Superman: Birthright #1 (2003)



Superman: Birthright #1 (September, 2003)
Writer – Mark Waid
Pencils – Leinil Francis Yu
Inks – Gerry Alanguilan
Colors – Dave McCaig
Letters – Comicraft
Associate Editor – Tom Palmer, Jr.
Editors – Dan Raspler & Eddie Berganza
Cover Price: $2.95


Superman’s origin… we really… really… really… really mean it this time.


What was that?  Geoff Johns on line 1?


Oh well, publish it anyway!






We open on Krypton… go figure.  Jor-El is having a bit of a test-flight with one of his “gotta get off the planet before it pops” rockets… and it bursts into flames.  He continues tweaking the trajectory… but, finds the entire endeavor to be somewhat hopeless.  He rants a bit to Lara about the Science Council being a bunch of boobs who refused to heed his warnings, and laments that the only rocket in their “fleet” is the prototype… which would be barely large enough to carry their infant son, Kal.



From here, we get a bit of the quick ‘n dirty on Krypton.  They were a people who grew tired of war… and so, became enlightened.  The unified Krypton focused on science, and would prosper for ten-thousand orbits.  But… that’s all about to end.



After a bit of soul-searching, and coaxing from Lara… Jor loads baby Kal into the prototype rocket… and even gives him a Kryptonian iPad to keep him entertained for the trip! Okay, okay… it is a tablet, but it’s the entire history of Krypton.



From here, bada-bing, bada-boom… baby Kal is fired off just as Krypton goes to pieces.  It’s worth noting… we’re already to the staples.  Remember, decompression isn’t a thing that exists.  It’s all in your mind, maaaaaan.



In a pretty neat, and cinematic dealie… the tip of the proto-rocket morphs into a bullet… which segues us into our next scene of, Clark Kent catching a bullet meant for a Mr. Kobe Asuru.  It is 25 years later.



Ya see, Clark’s in West Africa… and tensions are pretty high.  It appears that this Kobe fella spends most of his time dodging assassination attempts.  Kobe’s Ghuri Tribe pals aren’t so sure they can even trust Clark… despite his just throwing himself in front of a bullet for the man.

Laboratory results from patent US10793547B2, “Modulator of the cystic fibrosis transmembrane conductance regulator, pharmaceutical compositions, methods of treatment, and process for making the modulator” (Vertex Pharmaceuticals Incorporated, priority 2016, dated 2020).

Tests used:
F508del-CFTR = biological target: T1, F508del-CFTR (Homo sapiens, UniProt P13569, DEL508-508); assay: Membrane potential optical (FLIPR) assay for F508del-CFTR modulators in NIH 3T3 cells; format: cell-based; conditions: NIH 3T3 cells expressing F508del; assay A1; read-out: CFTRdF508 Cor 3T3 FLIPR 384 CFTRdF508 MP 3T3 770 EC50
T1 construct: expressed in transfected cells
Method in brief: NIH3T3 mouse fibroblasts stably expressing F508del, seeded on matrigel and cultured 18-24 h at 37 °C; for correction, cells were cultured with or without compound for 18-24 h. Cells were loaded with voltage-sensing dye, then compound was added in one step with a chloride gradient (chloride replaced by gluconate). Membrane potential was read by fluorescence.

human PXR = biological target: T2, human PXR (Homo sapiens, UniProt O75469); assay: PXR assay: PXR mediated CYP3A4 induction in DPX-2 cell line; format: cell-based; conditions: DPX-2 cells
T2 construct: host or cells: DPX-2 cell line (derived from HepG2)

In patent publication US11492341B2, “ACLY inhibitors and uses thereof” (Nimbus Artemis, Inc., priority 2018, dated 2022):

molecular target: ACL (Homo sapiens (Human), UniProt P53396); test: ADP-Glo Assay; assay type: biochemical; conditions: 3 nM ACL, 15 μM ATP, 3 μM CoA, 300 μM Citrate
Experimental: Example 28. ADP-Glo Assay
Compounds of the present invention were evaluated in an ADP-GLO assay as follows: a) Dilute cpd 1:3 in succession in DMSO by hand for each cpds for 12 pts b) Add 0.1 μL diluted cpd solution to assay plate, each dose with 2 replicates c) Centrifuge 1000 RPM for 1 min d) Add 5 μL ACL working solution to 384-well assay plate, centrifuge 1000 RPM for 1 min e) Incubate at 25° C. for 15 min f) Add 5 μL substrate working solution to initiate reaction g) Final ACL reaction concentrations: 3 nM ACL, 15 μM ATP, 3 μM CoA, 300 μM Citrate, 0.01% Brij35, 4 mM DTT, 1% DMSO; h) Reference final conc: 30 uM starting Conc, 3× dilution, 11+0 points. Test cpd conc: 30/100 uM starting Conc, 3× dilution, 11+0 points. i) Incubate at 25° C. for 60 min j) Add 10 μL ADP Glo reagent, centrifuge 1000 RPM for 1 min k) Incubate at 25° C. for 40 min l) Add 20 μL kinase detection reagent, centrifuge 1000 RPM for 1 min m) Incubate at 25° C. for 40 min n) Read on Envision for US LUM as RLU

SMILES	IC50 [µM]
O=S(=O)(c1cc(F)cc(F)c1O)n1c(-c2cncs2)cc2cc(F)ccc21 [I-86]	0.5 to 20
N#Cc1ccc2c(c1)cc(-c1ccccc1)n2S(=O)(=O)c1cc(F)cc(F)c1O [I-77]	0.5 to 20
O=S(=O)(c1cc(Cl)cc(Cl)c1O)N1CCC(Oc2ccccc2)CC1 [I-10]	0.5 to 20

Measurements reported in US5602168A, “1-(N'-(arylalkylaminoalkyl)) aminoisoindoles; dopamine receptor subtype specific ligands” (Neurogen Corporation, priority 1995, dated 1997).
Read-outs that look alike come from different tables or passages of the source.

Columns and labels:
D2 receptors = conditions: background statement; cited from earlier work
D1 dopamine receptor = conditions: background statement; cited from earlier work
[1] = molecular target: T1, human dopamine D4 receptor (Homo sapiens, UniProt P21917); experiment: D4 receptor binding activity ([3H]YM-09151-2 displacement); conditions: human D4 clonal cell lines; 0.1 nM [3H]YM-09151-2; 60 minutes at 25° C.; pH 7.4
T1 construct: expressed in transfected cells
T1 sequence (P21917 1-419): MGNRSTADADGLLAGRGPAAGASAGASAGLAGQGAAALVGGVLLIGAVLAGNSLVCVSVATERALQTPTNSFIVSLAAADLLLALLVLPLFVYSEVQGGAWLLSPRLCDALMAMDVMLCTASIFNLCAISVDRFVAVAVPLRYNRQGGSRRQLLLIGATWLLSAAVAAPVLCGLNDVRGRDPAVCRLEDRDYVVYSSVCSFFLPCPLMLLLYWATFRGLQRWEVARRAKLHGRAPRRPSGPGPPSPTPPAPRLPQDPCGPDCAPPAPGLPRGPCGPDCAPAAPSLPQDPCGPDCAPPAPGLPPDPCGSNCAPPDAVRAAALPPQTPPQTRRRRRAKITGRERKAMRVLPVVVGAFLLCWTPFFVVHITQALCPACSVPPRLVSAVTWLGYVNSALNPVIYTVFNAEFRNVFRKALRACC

He eventually wins them over, and they go out for drinks.  It’s here we learn that even in a place without racial barriers and tension, there are still ways people can be divided and discriminated against.  There are always going to be disparate “classes” and territories… and, it would seem, they will always let their differences inform their relations.



Clark learns that, not too long ago, another reporter had come through West Africa… one Lois Lane.  Clark says he’s never had the pleasure of meeting her, but would really like to.



After some more chatting about tribal histories… there’s a drive-by shooting!  Without thinking, Clark once again dives in front of a slew of bullets.  Despite this, an old woman is still hit.



Clark shoos the likely target, Kobe, out of the bar… and uses his heat vision to close the wound on the older woman.  He then realizes… duh, the rival tribe probably wanted Kobe outside!



And so, he finishes fixing the old woman’s artery… and dives in front of some more bullets meant for Kobe!  This time, taking a back-full of ballistics.  When he’s not injured… or even scratched, the rivals assume that he’s wearing a vest.